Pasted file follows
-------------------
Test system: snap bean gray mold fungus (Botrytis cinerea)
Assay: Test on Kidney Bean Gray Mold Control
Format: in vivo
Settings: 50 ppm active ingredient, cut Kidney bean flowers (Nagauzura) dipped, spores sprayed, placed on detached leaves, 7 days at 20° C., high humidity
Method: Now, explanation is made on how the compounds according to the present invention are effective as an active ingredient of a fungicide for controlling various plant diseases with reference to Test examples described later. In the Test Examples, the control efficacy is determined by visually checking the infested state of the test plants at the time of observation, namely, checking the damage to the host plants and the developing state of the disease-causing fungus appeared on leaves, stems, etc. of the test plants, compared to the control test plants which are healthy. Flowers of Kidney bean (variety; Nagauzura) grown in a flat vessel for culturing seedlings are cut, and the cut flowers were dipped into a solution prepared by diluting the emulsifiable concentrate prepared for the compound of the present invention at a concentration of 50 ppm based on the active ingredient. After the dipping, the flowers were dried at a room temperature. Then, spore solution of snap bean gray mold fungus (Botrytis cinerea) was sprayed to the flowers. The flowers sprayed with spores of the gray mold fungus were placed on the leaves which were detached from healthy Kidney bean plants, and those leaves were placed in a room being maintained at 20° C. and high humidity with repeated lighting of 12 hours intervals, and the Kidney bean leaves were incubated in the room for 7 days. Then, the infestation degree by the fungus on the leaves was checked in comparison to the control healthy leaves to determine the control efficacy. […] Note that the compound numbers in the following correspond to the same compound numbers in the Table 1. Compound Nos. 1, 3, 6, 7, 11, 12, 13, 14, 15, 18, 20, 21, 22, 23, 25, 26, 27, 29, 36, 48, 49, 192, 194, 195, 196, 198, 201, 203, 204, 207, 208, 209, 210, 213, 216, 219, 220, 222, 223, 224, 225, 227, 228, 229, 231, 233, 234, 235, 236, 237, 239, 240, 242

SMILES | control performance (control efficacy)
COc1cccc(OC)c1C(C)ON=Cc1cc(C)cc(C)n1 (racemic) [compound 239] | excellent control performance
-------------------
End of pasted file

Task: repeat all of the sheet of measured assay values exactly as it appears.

Test system: snap bean gray mold fungus (Botrytis cinerea)
Assay: Test on Kidney Bean Gray Mold Control
Format: in vivo
Settings: 50 ppm active ingredient, cut Kidney bean flowers (Nagauzura) dipped, spores sprayed, placed on detached leaves, 7 days at 20° C., high humidity
Method: Now, explanation is made on how the compounds according to the present invention are effective as an active ingredient of a fungicide for controlling various plant diseases with reference to Test examples described later. In the Test Examples, the control efficacy is determined by visually checking the infested state of the test plants at the time of observation, namely, checking the damage to the host plants and the developing state of the disease-causing fungus appeared on leaves, stems, etc. of the test plants, compared to the control test plants which are healthy. Flowers of Kidney bean (variety; Nagauzura) grown in a flat vessel for culturing seedlings are cut, and the cut flowers were dipped into a solution prepared by diluting the emulsifiable concentrate prepared for the compound of the present invention at a concentration of 50 ppm based on the active ingredient. After the dipping, the flowers were dried at a room temperature. Then, spore solution of snap bean gray mold fungus (Botrytis cinerea) was sprayed to the flowers. The flowers sprayed with spores of the gray mold fungus were placed on the leaves which were detached from healthy Kidney bean plants, and those leaves were placed in a room being maintained at 20° C. and high humidity with repeated lighting of 12 hours intervals, and the Kidney bean leaves were incubated in the room for 7 days. Then, the infestation degree by the fungus on the leaves was checked in comparison to the control healthy leaves to determine the control efficacy. […] Note that the compound numbers in the following correspond to the same compound numbers in the Table 1. Compound Nos. 1, 3, 6, 7, 11, 12, 13, 14, 15, 18, 20, 21, 22, 23, 25, 26, 27, 29, 36, 48, 49, 192, 194, 195, 196, 198, 201, 203, 204, 207, 208, 209, 210, 213, 216, 219, 220, 222, 223, 224, 225, 227, 228, 229, 231, 233, 234, 235, 236, 237, 239, 240, 242

SMILES | control performance (control efficacy)
COc1cccc(OC)c1C(C)ON=Cc1cc(C)cc(C)n1 (racemic) [compound 239] | excellent control performance